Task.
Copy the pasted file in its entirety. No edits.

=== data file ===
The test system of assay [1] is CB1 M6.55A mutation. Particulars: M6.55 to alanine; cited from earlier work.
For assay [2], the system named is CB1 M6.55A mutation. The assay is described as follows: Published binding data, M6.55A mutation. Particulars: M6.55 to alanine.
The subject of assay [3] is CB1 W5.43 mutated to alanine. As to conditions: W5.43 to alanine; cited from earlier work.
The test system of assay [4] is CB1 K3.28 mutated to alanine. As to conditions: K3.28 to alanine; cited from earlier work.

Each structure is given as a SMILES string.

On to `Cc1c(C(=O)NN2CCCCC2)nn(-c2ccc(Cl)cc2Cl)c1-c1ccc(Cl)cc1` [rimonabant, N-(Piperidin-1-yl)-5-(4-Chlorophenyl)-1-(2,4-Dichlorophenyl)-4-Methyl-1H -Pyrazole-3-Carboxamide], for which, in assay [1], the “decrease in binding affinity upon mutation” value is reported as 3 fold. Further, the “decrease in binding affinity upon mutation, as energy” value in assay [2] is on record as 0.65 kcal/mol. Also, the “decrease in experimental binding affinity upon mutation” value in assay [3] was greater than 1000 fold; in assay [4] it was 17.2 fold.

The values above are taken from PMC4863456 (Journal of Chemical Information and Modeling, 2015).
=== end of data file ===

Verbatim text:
The test system of assay [1] is CB1 M6.55A mutation. Particulars: M6.55 to alanine; cited from earlier work.
For assay [2], the system named is CB1 M6.55A mutation. The assay is described as follows: Published binding data, M6.55A mutation. Particulars: M6.55 to alanine.
The subject of assay [3] is CB1 W5.43 mutated to alanine. As to conditions: W5.43 to alanine; cited from earlier work.
The test system of assay [4] is CB1 K3.28 mutated to alanine. As to conditions: K3.28 to alanine; cited from earlier work.

Each structure is given as a SMILES string.

On to `Cc1c(C(=O)NN2CCCCC2)nn(-c2ccc(Cl)cc2Cl)c1-c1ccc(Cl)cc1` [rimonabant, N-(Piperidin-1-yl)-5-(4-Chlorophenyl)-1-(2,4-Dichlorophenyl)-4-Methyl-1H -Pyrazole-3-Carboxamide], for which, in assay [1], the “decrease in binding affinity upon mutation” value is reported as 3 fold. Further, the “decrease in binding affinity upon mutation, as energy” value in assay [2] is on record as 0.65 kcal/mol. Also, the “decrease in experimental binding affinity upon mutation” value in assay [3] was greater than 1000 fold; in assay [4] it was 17.2 fold.

The values above are taken from PMC4863456 (Journal of Chemical Information and Modeling, 2015).